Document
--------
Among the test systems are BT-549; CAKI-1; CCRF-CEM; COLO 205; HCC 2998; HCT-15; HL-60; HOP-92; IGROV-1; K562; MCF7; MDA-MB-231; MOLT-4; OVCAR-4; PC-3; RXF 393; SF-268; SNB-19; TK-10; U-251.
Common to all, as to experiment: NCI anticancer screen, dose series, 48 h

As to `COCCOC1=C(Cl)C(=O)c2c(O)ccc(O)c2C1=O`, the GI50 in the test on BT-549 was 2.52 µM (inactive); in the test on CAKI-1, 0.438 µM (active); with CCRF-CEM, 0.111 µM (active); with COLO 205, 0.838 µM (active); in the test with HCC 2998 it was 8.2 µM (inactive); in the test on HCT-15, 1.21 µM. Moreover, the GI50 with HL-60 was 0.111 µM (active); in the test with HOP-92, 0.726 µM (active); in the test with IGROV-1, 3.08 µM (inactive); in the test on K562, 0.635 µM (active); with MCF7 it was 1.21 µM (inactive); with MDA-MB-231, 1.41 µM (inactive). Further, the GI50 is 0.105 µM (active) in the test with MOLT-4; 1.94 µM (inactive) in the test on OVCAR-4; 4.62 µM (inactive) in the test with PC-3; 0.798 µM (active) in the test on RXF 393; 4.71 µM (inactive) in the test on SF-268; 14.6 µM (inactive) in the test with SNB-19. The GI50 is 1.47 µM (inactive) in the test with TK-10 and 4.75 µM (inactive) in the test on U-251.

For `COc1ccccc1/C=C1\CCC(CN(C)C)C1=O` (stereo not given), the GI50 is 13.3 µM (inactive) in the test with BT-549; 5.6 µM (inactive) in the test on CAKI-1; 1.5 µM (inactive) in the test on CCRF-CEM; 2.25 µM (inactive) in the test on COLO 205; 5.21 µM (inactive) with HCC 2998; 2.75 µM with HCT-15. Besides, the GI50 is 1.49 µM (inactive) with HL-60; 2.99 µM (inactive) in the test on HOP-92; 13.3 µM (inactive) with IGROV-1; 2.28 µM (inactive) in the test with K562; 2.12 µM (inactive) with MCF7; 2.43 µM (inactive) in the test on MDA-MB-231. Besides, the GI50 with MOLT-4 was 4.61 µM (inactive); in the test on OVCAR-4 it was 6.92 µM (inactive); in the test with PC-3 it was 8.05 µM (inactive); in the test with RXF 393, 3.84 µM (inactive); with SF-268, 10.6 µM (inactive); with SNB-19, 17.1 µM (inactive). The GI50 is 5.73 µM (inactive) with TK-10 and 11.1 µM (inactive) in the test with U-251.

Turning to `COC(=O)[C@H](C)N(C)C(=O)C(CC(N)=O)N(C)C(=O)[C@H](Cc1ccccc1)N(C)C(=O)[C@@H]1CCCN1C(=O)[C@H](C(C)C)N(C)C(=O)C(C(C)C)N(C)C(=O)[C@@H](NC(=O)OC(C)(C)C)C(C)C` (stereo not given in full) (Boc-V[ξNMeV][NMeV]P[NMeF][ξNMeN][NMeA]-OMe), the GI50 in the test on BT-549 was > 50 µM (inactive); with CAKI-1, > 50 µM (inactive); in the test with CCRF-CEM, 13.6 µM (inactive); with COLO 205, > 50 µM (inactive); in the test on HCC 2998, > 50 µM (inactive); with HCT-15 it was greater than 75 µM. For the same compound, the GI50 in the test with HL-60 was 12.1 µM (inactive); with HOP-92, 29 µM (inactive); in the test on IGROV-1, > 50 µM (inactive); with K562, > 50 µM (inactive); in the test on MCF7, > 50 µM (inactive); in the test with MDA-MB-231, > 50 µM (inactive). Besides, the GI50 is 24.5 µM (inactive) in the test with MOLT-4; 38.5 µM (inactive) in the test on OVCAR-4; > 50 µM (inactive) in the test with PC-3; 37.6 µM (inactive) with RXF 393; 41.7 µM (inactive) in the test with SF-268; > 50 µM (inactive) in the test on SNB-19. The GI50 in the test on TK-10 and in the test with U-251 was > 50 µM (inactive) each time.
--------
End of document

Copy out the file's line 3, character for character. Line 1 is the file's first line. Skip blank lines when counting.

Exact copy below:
As to `COCCOC1=C(Cl)C(=O)c2c(O)ccc(O)c2C1=O`, the GI50 in the test on BT-549 was 2.52 µM (inactive); in the test on CAKI-1, 0.438 µM (active); with CCRF-CEM, 0.111 µM (active); with COLO 205, 0.838 µM (active); in the test with HCC 2998 it was 8.2 µM (inactive); in the test on HCT-15, 1.21 µM. Moreover, the GI50 with HL-60 was 0.111 µM (active); in the test with HOP-92, 0.726 µM (active); in the test with IGROV-1, 3.08 µM (inactive); in the test on K562, 0.635 µM (active); with MCF7 it was 1.21 µM (inactive); with MDA-MB-231, 1.41 µM (inactive). Further, the GI50 is 0.105 µM (active) in the test with MOLT-4; 1.94 µM (inactive) in the test on OVCAR-4; 4.62 µM (inactive) in the test with PC-3; 0.798 µM (active) in the test on RXF 393; 4.71 µM (inactive) in the test on SF-268; 14.6 µM (inactive) in the test with SNB-19. The GI50 is 1.47 µM (inactive) in the test with TK-10 and 4.75 µM (inactive) in the test on U-251.